Email Theats: Phishing Attacks Find New Ways to Trick Victims

Despite major improvements in how organizations can block millions of cyber attacks, email threats are able to break through defenses because hackers are continually morphing them to be more complex and sophisticated, Barracuda said in a new phishing research report.

It’s not just code that cyber attackers are modifying, it’s also tactics, Barracuda wrote in the report, entitled Spear Phishing: Top Threats and Trends Vol. 7. Cyber threat actors are moving from high volume assaults to more targeted maneuvers, such as from malware to social engineering and from lone operators to organized criminal enterprises laying down attacks that can begin with a single phishing email, according to the report.

Here are some key findings from the study:

  • An average employee of a small business with less than 100 employees will experience 350% more social engineering attacks than an employee of a larger enterprise.
  • Conversation hijacking grew almost 270% in 2021.
  • 51% of social engineering attacks are phishing.
  • Microsoft is the most impersonated brand, used in 57% of phishing attacks.
  • 1 in 5 organizations had an account compromised in 2021.
  • Cyber criminals compromised approximately 500,000 Microsoft 365 accounts in 2021.
  • 1 in 3 malicious logins into compromised accounts came from Nigeria.
  • Cyber criminals sent out 3 million messages from 12,000 compromised accounts.

Email-spawned threat types vary in complexity. Barracuda identified 13 variants, including:
Spam.

  • Data exfiltration.
  • Scamming.
  • Domain impersonation.
  • Extortion.
  • Conversation hijacking.
  • Account takeover.
  • Malware.
  • URL phishing.
  • Spear phishing.
  • Brand impersonation.
  • Business email compromise.
  • Lateral phishing.

Spam and malware are at the lower end of complexity, while account takeover and lateral phishing are more sophisticated attack types.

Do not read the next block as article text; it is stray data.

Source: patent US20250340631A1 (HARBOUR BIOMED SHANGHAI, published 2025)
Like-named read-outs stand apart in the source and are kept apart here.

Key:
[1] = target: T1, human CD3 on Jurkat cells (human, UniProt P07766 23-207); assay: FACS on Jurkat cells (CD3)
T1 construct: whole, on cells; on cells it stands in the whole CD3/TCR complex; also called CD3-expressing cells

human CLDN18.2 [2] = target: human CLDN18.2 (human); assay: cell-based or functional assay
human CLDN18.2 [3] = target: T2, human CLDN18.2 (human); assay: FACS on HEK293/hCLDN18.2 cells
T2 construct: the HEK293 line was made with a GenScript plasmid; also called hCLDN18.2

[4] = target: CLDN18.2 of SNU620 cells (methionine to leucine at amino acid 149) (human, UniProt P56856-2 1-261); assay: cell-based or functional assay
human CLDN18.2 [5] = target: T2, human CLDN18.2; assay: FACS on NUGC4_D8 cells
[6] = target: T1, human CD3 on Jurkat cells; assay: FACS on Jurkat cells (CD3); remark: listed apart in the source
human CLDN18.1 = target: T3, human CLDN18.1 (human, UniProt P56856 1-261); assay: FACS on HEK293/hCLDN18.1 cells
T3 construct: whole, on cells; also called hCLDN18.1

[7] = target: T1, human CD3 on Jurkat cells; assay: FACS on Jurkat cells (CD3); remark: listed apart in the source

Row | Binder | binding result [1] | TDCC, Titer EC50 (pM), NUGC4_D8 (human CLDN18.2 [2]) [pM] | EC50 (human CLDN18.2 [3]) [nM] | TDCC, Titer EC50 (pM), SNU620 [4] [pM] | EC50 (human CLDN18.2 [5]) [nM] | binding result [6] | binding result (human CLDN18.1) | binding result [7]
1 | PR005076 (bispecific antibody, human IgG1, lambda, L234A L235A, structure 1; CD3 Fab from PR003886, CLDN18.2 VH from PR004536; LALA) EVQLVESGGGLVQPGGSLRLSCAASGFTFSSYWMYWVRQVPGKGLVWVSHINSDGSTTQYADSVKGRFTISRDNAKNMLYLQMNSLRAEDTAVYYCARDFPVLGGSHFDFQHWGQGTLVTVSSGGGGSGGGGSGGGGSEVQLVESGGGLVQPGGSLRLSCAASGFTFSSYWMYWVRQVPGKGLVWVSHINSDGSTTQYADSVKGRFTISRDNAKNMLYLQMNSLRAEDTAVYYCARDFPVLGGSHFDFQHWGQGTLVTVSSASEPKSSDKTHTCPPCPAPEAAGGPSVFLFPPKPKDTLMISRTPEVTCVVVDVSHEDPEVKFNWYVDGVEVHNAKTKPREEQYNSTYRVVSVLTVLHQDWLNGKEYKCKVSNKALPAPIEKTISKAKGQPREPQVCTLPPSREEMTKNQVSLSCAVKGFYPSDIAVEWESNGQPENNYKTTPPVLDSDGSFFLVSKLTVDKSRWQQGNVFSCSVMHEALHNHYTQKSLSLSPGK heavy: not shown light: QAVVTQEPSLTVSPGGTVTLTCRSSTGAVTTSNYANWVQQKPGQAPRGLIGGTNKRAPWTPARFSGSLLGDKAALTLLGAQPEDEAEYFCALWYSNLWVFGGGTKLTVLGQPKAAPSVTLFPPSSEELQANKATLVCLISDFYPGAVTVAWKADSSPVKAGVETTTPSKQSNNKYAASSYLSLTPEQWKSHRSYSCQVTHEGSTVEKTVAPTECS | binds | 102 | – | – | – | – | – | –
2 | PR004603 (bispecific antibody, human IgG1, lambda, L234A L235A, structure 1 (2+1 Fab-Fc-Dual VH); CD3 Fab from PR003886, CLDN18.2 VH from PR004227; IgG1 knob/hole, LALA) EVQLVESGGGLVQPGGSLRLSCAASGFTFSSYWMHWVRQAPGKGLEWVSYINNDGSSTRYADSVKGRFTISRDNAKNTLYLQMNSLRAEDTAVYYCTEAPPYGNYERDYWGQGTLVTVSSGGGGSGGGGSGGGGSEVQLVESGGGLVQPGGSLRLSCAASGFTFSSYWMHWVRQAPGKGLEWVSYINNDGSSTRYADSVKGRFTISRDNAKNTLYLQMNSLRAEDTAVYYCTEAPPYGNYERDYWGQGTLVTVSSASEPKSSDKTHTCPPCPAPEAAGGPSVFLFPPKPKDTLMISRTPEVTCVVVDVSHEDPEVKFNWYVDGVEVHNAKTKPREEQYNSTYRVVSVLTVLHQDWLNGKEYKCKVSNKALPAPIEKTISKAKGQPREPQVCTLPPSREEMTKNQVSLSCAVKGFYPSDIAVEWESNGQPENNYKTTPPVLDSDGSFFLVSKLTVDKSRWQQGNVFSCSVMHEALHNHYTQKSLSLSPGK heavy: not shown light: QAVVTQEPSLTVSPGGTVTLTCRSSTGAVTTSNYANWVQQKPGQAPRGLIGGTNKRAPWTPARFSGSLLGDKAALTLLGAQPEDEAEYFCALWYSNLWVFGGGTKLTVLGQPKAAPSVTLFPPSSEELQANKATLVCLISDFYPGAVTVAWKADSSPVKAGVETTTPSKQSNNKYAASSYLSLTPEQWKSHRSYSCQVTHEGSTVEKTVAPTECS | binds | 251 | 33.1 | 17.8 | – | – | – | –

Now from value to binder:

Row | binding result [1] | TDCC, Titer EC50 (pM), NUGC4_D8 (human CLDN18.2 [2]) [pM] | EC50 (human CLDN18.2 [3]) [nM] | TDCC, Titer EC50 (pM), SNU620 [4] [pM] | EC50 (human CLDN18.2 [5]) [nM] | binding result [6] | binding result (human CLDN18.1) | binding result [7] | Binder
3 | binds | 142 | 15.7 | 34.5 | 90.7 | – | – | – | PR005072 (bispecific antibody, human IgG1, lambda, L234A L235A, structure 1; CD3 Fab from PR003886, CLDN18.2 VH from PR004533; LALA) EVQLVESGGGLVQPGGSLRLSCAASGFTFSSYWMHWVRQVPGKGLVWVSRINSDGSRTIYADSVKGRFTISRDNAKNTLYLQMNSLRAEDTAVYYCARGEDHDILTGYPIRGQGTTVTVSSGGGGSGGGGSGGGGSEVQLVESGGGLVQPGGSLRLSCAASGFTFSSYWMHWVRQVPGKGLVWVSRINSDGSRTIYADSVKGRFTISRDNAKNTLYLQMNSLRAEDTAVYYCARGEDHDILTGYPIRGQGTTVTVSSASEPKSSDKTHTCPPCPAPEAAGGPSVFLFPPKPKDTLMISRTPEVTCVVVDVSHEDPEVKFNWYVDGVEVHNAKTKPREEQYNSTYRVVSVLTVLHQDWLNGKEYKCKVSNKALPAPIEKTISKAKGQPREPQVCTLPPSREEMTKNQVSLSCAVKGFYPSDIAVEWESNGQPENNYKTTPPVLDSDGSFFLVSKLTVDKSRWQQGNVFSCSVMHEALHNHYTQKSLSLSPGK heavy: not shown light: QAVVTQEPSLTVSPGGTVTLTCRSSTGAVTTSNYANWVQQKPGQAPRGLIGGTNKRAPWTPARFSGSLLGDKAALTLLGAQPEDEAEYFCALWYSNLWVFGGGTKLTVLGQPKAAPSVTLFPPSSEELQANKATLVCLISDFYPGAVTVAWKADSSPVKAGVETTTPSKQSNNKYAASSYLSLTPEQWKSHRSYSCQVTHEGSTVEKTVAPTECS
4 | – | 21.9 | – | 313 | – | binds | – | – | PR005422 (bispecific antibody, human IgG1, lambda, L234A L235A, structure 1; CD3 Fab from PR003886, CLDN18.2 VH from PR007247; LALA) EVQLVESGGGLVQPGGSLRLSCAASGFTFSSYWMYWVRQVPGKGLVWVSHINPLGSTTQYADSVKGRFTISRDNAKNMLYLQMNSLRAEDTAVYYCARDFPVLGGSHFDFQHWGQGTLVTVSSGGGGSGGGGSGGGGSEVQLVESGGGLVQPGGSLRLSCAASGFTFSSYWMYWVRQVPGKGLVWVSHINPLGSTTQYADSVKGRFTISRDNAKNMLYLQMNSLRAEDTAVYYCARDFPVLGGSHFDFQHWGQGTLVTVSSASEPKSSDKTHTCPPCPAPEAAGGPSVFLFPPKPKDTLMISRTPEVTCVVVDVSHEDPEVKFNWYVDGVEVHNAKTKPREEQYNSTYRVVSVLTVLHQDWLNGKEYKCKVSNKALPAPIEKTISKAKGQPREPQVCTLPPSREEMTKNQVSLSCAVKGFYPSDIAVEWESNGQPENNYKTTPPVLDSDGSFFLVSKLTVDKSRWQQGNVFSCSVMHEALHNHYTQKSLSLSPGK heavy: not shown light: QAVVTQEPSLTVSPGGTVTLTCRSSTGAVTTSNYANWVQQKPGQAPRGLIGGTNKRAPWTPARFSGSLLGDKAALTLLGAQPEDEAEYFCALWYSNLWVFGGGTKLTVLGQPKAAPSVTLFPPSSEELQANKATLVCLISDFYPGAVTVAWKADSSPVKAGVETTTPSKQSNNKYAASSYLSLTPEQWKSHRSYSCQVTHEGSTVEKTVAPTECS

Best Practices to Block Attacks

To protect their businesses and users, organizations need to invest in technology to block attacks and in training their employees to act as the last line of defense, Barracuda said.

Chief among best practices are the following:

  1. Take advantage of artificial intelligence.
  2. Deploy account takeover protection.
  3. Monitor inbox rules and suspicious logins.
  4. Use multi-factor authentication.
  5. Implement DMARC authentication and reporting.
  6. Automate incident response.
  7. Train staffers to recognize and report attacks.
  8. Review internal policies.
  9. Maximize data loss prevention.

“Small businesses often have fewer resources and lack security expertise, which leaves them more vulnerable to spear-phishing attacks, and cyber criminals are taking advantage,” said Don MacLennan, Barracuda’s email protection engineering and product management senior vice president. “That’s why it’s important for businesses of all sizes not to overlook investing in security, both technology and user education. The damage caused by a breach or a compromised account can be even more costly.”

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